Witness Cefyn James, a 21-year-old book binder, told the Bristol Post how he looked out of his window from his City Road home after hearing screams. He said he then saw the car in Backfields Lane – just 100 yards from where her body was found.

Fellow prostitutes said they believed Wendy had often taken clients to the building and said she had only started working in the sex industry as she was short of money.

Meanwhile Wendy’s step-father, Reg Hoskins, 65, who she lived with in Barton Hill revealed she had been living in fear and previously beaten up and threatened. He said how Wendy and her mum had gone to St Paul’s with her mum to visit friends. “Apparently they met a man and there was a terrible argument,” he told the Post. “I never saw Wendy again. Whatever Wendy was she didn’t deserve to die like this. She may have gone with men but she never brought any home here – she knew I wouldn’t have stood for that.”

In the days after the tragedy police put out appeals for any information on Wendy’s whereabouts that weekend. Det Supt Elliott also warned women not to take unnecessary risks. “Prostitutes are always exposed to danger – but there must be an even greater danger as long as the man responsible for the murder is still at large,” he said.

Police continued trying to speak to Wendy’s friends and ex-boyfriends in an investigation which had taken them to Wiltshire, Devon, London and Gloucestershire.

The Yorkshire Ripper was eventually crossed off the suspect list as detectives said they strongly believed that Wendy’s killer was from Bristol.

Another witness also came forward, who was thought to have been the last person to see Wendy alive. He claimed he had seen her talking to a “tidily dressed” man, aged in his 30s on the corner of Drummond Road and City Road at around 5.30am on Bank Holiday Monday – and police believed Wendy was murdered shortly after. He was described by police at the time as “coloured” and about 5ft 8in tall with shortish hair.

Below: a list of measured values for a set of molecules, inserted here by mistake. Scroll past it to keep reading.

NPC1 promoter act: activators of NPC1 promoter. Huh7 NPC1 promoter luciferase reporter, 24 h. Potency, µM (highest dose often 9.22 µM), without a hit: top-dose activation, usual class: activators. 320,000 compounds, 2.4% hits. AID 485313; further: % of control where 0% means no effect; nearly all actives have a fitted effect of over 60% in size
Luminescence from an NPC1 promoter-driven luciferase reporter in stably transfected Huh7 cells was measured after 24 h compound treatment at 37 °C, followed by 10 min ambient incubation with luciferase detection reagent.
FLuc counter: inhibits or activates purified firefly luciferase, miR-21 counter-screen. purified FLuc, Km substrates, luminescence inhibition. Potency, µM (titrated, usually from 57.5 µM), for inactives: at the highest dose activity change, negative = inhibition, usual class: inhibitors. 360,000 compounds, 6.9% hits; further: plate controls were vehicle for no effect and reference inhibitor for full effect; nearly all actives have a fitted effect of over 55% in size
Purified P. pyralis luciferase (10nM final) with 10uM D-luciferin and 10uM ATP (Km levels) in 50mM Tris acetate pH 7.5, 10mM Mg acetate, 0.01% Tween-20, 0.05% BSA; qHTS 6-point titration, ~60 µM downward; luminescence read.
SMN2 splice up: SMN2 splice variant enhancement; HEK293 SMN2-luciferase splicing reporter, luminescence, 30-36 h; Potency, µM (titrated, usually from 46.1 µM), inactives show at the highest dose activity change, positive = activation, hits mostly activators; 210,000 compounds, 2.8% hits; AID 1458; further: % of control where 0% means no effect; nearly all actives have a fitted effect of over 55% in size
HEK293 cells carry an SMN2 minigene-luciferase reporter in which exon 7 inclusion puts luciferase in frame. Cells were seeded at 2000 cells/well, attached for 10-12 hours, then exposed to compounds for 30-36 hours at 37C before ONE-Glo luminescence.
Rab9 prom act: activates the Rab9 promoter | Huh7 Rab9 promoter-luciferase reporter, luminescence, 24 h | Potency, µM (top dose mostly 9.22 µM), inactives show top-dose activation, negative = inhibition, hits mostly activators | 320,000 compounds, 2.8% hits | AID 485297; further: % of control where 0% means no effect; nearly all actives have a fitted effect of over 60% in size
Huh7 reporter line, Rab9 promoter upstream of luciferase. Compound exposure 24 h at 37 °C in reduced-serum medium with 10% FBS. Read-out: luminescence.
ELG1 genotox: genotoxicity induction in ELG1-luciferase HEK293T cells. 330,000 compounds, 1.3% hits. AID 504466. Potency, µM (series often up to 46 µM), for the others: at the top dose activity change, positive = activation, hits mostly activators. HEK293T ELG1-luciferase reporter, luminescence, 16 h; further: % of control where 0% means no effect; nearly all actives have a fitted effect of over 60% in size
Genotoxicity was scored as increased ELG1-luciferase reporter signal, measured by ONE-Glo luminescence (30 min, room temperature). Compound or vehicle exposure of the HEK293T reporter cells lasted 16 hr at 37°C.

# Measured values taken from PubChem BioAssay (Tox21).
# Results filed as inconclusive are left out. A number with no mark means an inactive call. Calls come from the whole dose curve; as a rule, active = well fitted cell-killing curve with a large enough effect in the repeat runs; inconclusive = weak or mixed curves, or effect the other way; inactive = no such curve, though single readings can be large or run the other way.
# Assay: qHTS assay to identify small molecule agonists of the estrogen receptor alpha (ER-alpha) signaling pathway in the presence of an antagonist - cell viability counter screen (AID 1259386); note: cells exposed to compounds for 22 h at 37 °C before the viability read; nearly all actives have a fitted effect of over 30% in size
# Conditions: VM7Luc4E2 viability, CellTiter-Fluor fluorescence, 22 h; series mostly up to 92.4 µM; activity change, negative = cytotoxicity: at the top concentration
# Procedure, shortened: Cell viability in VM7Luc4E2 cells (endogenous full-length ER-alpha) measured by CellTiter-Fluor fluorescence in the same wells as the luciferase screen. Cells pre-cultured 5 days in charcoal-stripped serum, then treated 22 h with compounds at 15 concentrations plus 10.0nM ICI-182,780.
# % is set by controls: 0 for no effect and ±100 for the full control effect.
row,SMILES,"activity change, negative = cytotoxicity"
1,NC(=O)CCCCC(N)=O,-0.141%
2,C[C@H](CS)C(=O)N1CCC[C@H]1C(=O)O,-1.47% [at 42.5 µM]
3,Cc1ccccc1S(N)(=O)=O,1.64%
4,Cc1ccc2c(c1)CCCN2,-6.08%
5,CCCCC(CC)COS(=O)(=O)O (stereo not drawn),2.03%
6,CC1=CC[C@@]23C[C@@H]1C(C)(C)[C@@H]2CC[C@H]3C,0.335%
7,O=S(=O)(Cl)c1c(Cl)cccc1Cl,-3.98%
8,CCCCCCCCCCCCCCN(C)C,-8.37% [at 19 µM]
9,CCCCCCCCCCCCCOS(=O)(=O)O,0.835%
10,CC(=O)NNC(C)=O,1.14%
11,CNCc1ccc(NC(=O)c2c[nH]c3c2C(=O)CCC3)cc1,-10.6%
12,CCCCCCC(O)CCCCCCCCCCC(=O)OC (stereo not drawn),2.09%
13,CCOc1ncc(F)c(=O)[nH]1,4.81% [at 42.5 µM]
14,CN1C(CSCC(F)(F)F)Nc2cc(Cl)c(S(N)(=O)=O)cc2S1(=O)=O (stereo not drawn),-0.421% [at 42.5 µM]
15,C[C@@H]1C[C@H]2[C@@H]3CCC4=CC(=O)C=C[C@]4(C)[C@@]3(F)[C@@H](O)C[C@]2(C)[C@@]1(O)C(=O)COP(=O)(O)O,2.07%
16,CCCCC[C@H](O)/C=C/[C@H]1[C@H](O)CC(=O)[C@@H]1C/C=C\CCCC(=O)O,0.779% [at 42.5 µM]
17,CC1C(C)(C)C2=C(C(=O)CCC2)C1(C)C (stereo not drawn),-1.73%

Officers began house-to-house inquiries in the area and said they were “plugging away” with the investigation. And very soon the murder squad were about to strike. A 50 strong team were targeting all the men who picked up prostitutes in the St Paul’s area on the night she was brutally killed.

Det Supt Elliott put out a stark warning to the men: “We know who they are and so do they.” He said he would save the men the embarrassment of calling at their homes and confidence would be maintained, if they came forward. “Otherwise we will have to knock at their doors,” he added.

The stance followed a sweep operation of pubs, clubs and cafes. They were still looking for the mystery well-dressed man seen talking to Wendy, while she was “rather the worse for drink” police said.

Another appeal went out for another vehicle – an orange or red coloured Hillman Minx or Hunter Estate.

Two years after Wendy’s murder, the Yorkshire Ripper, who is now serving 20 life sentences behind bars, Sutcliffe was convicted of murdering 13 women and attempting to murder another seven in the Leeds and Bradford areas – ending a five year murder spree.

Sadly Bristol police never managed to catch Wendy’s killer and nearly 40 years later he remains out there. Detectives from Bristol have not given up bringing her killer to justice though and it remains one of the 26 unsolved murder from around the city that is still on the police’s books.

Anyone with information about Wendy’s murder can still come forward, contacting police on 101 asking to speak to Detective Sergeant Pete Frake in the Major Crime Review Team.